Ten Frequently Asked Patent Questions
9th June 2021
The Brexit transition period ended on 31 December 2020, which means that since 01 January 2021, your EU unitary rights no longer take effect in the UK.
Your EU unitary rights now only take effect across the current 27 EU Member States. National UK rights continue to take effect in the UK as before.
For any of your EU unitary rights registered before 01 January 2021, you now also have a new comparable UK right that enjoys the same legal status as if you had applied for and registered the right under UK law. Your new comparable UK right inherits the same filing, priority, and seniority date, as applicable.
For any of your EU unitary rights still pending on 01 January 2021, you can apply to register the same right in the UK within a specific period after the end of the transition period and retain the same filing, priority, and seniority date, as applicable.
In any case, your new UK right is independent of your EU right. The UK and EU rights can be renewed, challenged/cancelled, and transferred independently of each other.
For any new rights that you would like to register, you will now have to apply to cover the EU and the UK separately if you want to secure rights in both the EU and the UK.
European Patents are granted by the EPO under the European Patent Convention, which is an autonomous legal system to the EU and so the grant procedure for European Patents remains unchanged. The grant of UK Patents remains the responsibility of the United Kingdom Intellectual Property Office, meaning the grant of UK Patents also remains unchanged. Any granted UK Patents or any European Patents validated in the UK continue to take effect in the UK as before.
However, you should consider that patent rights on patented goods placed on the market in the UK will not be exhausted in the EU, so a patent proprietor in the EU can prevent parallel import of the patented goods from the UK into the EU. You should therefore consider that you might not be able to export patented goods sourced in the UK to the EU, and you should check with the supplier of your goods whether those goods are the subject of a patent in the EU country to which you intend to export and if you have consent to export from the UK to the EU.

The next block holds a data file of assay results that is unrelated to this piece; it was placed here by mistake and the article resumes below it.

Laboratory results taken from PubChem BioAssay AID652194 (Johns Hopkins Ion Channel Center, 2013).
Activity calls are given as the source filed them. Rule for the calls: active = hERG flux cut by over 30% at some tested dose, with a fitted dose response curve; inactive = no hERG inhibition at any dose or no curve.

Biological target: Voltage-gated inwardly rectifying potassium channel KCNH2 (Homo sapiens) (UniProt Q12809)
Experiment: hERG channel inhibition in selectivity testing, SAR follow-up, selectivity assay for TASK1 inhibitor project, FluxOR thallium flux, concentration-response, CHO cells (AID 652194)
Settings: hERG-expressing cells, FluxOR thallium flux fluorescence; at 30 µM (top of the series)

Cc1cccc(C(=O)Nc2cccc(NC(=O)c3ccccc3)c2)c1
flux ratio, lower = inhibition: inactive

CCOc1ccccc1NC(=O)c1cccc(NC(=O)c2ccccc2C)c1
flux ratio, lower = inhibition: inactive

Solely UK-based representatives have lost their capacity to represent before the EUIPO and have been automatically removed from all files in EU-related proceedings and deleted from EUIPO’s database of representatives. You will therefore require an address for service in the EU/EEA for proceedings before the EUIPO. You will also now require an address for service in the UK, Gibraltar or the Channel Islands for any new UK rights. This includes European Patents validated in the UK.
What you need to do now
Brexit has changed your EU intellectual property rights, and we haven't covered all aspects of the effect of Brexit on your rights here, but there are a few matters you need to do now:
We’ve made you Brexit-ready
If we are your representative for either EU or UK rights, you don't need to take any further action. We have already taken account of your new comparable UK right and made provisions to monitor the renewal of both your EU and UK rights (unless you have told us otherwise) and to remind you to register any pending EU unitary rights in the UK. We are also based in both the EU/EEA and the UK, so you don't need to find an alternative/additional address for service.
If you are unsure about the effect of Brexit on your EU or UK intellectual property rights, please contact us.
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